More evidence has been discovered of a reported massacre in 2014 of up to 600 inmates at Badoush prison near Mosul, Iraqi forces say.
The Shia-led Hashd al-Shaabi forces said human remains had been found at the site “with prison uniforms”.
So-called Islamic State (IS) is alleged to have killed hundreds of inmates, most of them Shia Muslims, when it seized Mosul in 2014.
Badoush prison was recaptured earlier this week.
A spokesman for the Hashd al-Shaabi paramilitary forces, Karim Nouri, said the bodies had been “lined up in a way that indicates they were shot dead in groups”.
On Saturday, Iraqi forces said that a “large mass grave” had been found that contained the remains of hundreds of “civilian prisoners who were executed by (IS) gangs after they controlled the prison during their occupation of Mosul”.
“We are waiting for forensic teams and human rights officials to begin unearthing the grave to uncover the whole story,” Mr Nouri said on Sunday.
After Badoush prison was seized in June 2014, some 1,500 inmates were rounded up and transported by lorry to an isolated stretch of desert about 2km (1.2 miles) away, survivors told HRW.
According to the rights group’s report, IS gunmen separated the Shia inmates from the Sunnis and Christians and then marched them to a ravine, where they were forced to kneel along its edge.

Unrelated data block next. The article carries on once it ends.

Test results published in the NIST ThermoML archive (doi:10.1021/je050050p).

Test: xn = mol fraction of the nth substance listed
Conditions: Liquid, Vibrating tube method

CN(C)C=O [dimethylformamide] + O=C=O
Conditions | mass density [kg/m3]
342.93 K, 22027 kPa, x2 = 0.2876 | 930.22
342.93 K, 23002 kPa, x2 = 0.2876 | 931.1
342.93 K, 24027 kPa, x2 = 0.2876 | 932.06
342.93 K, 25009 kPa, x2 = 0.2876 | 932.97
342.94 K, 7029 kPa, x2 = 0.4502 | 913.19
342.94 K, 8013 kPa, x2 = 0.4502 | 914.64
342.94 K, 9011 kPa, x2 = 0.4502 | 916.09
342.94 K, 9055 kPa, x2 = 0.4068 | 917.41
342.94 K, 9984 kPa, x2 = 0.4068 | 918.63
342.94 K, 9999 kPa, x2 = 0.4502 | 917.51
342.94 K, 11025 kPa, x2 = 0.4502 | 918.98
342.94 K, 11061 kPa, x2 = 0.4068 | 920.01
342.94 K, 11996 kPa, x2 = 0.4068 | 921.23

The Shia inmates were shot in the head or back with assault rifles and automatic weapons, according to the survivors, who escaped by pretending to be dead or because they were shielded by the bodies of victims who fell on top of them.
A statement released by the Iraqi forces did not say whether they found anyone who was being detained by IS.
Battle to retake Mosul
On Sunday, the Iraqi military said it had retaken two more neighbourhoods in the western district of Mosul from IS. Iraqi security forces said they now control more than a third of west Mosul.
Iraq’s government launched an operation to retake Mosul in October, and announced that the city’s eastern side had been liberated in January.
Troops are now continuing their push into the more densely-populated west.